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Common concerns our prospective students discuss with us

February 06, 2012
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This is the fifth in a series of blog posts in which we share some of the key concerns we discuss with our potential students. Q:  I hear foreign medical schools are not as good as American schools. Is this so? A: Today almost one in four doctors in the US is a graduate of a foreign medical school[1]. In 2009, US President Barack Obama said, “We’re not producing enough primary care physicians. The costs of medical education are so high that people feel that they’ve got to specialize.” Since then, little has changed. Traditional medical school is still expensive. Tuition costs are still rising. Because most medical students have to pay back large loans (a newly qualified doctor in the US typically owes more than $140,000) many medical graduates choose to go into more lucrative specialty fields. So family medicine is suffering a shortage of doctors. And this shortage is predicted to grow. According to the American Academy of Family Physicians (AAFP) the number of U.S. medical school students going into primary care has dropped 51.8% since 1997. By 2020, the AAFP is predicting a shortage of 40,000 family physicians. And yet, despite this huge pending skill shortage, there has been no significant increase in the intake of US medical schools in decades, while the number of qualified candidates increases every year. And while new medical schools are opening in the US to meet this shortfall, these new schools face a cap on government funding for medical hospital residencies and their students may struggle to obtain clinical rotations. Meanwhile 95% of Caribbean medical graduates go into primary care. Top Caribbean schools like Saint James are providing a valuable service to the US in filling this crucial skill gap. Furthermore, in 2010, only 8.9% of applicants to American medical schools were accepted[2]. Students have no option but to seek their medical education elsewhere and, as a leading Caribbean medical school, Saint James School of Medicine is an ideal alternative. At Saint James, you study the basic sciences for four semesters at one of our Caribbean schools and then spend most of your time as a student on clinical rotations in US hospitals. This strong focus on practical learning makes our graduates ready for the US clinical setting from day one of their medical career. Foreign medical graduates are vital to the future of healthcare in the United States, and archaic prejudices against a foreign medical education are fast being eroded as US hospitals see the caliber of students coming out of quality off shore medical schools like Saint James.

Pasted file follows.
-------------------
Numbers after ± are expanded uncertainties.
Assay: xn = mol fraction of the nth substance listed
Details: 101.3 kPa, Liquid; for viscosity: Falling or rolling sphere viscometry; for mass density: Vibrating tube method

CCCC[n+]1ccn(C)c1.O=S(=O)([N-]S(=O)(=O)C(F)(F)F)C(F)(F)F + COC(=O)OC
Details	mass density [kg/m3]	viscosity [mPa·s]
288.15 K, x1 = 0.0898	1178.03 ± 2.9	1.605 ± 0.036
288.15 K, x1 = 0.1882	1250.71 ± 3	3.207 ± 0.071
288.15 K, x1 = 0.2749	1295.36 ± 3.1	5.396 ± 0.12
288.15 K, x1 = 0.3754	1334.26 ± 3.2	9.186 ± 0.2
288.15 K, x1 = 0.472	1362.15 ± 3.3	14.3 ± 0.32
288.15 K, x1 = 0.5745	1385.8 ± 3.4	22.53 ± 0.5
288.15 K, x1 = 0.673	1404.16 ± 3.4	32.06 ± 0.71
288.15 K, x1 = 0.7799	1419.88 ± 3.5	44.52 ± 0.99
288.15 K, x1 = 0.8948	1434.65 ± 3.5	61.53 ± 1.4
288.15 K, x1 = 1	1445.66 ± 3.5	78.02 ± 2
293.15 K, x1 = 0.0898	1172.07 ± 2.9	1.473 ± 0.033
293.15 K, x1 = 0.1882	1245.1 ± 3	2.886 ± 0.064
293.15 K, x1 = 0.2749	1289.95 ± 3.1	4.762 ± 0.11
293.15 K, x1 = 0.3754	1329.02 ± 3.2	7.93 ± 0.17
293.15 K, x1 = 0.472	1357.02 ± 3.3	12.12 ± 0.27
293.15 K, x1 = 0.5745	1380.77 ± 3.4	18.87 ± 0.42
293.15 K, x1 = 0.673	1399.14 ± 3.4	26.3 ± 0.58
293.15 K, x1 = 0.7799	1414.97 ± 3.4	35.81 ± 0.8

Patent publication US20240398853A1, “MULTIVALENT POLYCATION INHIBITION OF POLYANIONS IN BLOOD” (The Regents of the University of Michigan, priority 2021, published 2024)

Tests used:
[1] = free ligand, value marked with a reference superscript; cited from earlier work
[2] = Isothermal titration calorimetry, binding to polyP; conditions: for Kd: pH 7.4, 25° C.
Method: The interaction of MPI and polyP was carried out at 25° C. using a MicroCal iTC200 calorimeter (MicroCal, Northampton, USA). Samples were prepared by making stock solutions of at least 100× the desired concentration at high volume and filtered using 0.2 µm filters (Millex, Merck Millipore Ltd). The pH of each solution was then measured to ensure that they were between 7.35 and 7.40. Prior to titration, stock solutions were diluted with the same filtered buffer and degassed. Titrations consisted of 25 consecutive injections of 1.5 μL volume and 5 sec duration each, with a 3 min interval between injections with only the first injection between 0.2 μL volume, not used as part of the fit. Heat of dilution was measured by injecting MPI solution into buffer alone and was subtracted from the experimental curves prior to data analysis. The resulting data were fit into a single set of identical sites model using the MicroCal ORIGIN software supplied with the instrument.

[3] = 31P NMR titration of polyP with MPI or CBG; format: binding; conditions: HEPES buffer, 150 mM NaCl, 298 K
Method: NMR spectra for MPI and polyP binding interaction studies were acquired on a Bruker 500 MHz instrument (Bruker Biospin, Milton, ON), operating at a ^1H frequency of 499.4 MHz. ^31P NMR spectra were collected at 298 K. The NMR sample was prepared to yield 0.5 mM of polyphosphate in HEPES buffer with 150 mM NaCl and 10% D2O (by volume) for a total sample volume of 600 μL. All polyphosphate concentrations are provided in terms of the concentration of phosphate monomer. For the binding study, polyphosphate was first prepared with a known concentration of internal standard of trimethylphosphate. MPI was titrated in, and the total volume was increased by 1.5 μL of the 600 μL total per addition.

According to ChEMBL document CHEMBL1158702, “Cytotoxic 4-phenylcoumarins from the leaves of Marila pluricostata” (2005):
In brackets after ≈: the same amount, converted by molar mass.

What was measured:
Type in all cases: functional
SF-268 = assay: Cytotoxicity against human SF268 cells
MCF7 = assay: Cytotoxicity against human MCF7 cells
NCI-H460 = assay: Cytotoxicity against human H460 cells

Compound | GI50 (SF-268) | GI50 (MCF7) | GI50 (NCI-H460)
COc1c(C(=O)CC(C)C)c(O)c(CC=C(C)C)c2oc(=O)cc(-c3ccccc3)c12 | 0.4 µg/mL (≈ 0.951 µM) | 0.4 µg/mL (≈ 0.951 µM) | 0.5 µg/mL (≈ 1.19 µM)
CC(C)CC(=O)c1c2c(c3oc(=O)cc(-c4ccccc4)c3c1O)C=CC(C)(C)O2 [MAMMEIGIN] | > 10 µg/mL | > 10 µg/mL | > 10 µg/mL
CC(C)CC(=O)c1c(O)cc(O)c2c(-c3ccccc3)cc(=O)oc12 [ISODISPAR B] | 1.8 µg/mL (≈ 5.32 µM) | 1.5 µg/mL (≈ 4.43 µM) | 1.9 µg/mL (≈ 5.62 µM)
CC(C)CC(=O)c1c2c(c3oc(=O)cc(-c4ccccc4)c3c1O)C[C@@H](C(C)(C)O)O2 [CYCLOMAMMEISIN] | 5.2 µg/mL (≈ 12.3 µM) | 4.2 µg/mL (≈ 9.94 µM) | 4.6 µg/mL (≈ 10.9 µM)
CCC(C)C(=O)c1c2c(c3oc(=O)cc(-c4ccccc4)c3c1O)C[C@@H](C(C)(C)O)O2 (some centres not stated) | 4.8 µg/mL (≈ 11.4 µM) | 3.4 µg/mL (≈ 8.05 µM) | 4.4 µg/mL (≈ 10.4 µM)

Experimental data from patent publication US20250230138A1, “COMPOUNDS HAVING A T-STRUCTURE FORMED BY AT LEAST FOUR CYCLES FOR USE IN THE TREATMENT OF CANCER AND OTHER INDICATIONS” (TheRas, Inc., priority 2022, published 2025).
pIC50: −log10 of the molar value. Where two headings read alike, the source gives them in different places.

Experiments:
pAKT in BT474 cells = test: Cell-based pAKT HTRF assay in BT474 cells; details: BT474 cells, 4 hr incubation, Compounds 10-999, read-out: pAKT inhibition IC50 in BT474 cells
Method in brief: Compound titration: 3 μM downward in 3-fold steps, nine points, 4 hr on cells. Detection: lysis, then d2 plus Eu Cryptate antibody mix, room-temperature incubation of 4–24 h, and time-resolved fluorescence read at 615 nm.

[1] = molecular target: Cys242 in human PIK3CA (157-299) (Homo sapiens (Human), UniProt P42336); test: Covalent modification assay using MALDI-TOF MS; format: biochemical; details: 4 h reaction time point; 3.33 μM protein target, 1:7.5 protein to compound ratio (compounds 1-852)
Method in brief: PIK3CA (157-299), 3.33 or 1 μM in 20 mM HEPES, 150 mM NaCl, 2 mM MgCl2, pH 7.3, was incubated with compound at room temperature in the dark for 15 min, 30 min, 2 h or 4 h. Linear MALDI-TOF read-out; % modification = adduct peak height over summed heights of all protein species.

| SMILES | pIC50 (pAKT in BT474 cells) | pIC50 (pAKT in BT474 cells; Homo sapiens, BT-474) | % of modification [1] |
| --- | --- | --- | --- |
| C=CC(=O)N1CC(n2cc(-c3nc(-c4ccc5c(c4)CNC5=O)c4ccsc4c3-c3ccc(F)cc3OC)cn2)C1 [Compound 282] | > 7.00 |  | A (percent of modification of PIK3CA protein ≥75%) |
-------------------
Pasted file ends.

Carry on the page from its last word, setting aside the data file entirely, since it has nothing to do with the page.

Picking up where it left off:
[1] Source Heath Affairs, Health Department State Report, Amy Hagopian, Matthew J. Thompson, Emily Kaltenbach and L. Gary Hart.
[2] Source US News. In 2010, 521,876 applications were submitted to the 121 medical schools that reported entrance data to U.S. News. On average, just 8.9 percent of applicants were admitted.
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